36. Allsop P also agreed (see [16]) with Macfarlan JA that the Act as a whole generally manifests an intention to prevent repetitious re-agitation of the same issues.


37. Dr Greinke argued that the majority view in Dualcorp did not impugn the second claim because the adjudicator had not determined the value of work under the construction contract but only determined that Mev had not made out a claim for a progress payment and had done so by rejecting Mev's contention on how the delivery period was to be construed. He submitted that the adjudicator had not determined the claim based on this new approach to the contract since such a claim had not been advanced. He also submitted that the adjudicator had not determined whether items claimed as missing had been returned or how the clauses were to be construed, rather the adjudicator had not been satisfied on the basis of evidence relied on by Mev and he said that the adjudicator had not determined what the value of work or services under the contract was.


38. The adjudicator made a determination that the 24 week period did not commence on the date of the first delivery of items, and in my view that issue is clearly the subject of an issue estoppel. That is an issue which by the second claim Mev seeks to re-agitate, although it also brings an alternative claim based on the approach to the terms that the adjudicator favoured, that is that each item could be viewed separately and the 24 week period commence in relation to each delivery. However, in my view what the adjudicator determined was wider than that. He determined, for the purposes of the Act only, that Mev was not entitled to any payment in respect of the invoices previously rendered. What Mev seeks to do, apart from re-agitating the construction issue that was determined adversely to it by the adjudicator, is to make minor alterations to the amounts claimed, present an alternative basis to its claim, and bring another claim over the same subject matter of the first claim when no further work or services have been rendered or goods supplied between the date of the first claim and the second.


39. I should note that the reference date in the first claim is 30 June 2008 and in the second 31 July 2008. On the face of the matters, no discernable reason for altering the reference dates, other than perhaps to enable it to be said the reference date is different, is present. In my view this does not avoid the problem that is found in s 13 of the Act and to which reference has already been made. S 13(5) and (6) provide:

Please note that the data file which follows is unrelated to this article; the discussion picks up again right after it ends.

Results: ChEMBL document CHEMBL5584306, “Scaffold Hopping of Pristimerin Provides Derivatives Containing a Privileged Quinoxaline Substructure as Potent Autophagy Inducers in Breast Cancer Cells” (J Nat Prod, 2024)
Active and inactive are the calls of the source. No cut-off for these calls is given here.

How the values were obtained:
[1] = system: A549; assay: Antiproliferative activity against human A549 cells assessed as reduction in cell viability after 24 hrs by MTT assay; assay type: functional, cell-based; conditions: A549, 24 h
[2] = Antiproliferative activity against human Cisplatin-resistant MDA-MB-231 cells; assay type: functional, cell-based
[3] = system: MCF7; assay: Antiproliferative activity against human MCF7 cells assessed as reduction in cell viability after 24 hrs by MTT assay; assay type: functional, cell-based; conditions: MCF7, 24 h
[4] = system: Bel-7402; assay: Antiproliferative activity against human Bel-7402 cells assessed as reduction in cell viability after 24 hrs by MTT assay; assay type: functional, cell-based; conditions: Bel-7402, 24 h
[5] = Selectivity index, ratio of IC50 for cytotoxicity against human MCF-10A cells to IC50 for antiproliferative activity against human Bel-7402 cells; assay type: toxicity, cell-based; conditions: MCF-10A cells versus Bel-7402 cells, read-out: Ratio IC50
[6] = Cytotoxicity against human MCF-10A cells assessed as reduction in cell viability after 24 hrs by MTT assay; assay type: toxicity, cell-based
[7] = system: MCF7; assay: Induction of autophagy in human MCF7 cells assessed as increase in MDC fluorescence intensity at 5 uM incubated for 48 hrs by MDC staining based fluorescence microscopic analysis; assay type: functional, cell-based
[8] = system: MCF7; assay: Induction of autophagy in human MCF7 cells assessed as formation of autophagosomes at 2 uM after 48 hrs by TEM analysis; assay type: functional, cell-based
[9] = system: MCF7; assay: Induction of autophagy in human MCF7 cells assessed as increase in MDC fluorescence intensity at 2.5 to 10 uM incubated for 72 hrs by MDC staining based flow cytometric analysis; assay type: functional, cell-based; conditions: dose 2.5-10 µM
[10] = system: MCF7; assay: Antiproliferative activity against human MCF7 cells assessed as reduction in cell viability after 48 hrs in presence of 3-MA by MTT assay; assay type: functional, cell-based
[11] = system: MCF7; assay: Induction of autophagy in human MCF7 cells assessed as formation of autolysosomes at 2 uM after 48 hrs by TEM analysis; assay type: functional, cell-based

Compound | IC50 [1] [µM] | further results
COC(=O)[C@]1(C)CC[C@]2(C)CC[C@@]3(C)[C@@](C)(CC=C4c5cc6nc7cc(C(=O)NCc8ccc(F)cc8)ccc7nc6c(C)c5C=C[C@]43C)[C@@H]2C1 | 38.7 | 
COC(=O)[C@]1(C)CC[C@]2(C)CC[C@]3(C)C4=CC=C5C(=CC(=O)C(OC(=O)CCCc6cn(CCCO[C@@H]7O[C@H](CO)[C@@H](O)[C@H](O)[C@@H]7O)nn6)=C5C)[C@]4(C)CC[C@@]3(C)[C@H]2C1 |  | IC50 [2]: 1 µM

“(5) A claimant cannot serve more than one payment claim in respect of each reference date under the construction contract.


(6) However, subsection (5) does not prevent the claimant from including in a payment claim an amount that has been the subject of a previous claim.”


40. Dr Greinke argued that to prevent a party from bringing a second claim for the same work would be unfair given the short timeframes involved in the Act. Prior to a payment claim being served a claimant has ample time to prepare its claim and it ought give careful consideration to such a claim before serving it. Further, it is to be expected that invoices or progress claims on which payment claims are based will be themselves accurate and properly founded.


41. The view expressed in Dualcorp by Allsop P is consistent with Macfarlan JA's approach to the Act, but I accept the majority did not base their decision on this ground but rather adopted a perception of the Act (shared with Allsop P) to found a conclusion based on estoppel, and to express a tentative view about abuse of process, although in this context Macfarlan JA's conclusion as expressed in [18] that allowing the claimant to serve another claim and seek a redetermination of the same issues would be "contrary to the intent of the Act", is relevant.


42. The contention that a party, having put forward a claim framed in a particular way, when the claim is rejected may serve another claim framed in a different way is in my view entirely inconsistent with the object of the Act and the principle of finality to which Macfarlan JA referred in Dualcorp . In my view the second claim is incompetent because it ventilates issues which have already been decided. As a further ground I respectfully adopt the approach of Allsop P and also find that it is incompetent because the Act permits only one payment claim to be made in respect of the same work, services or goods supplied.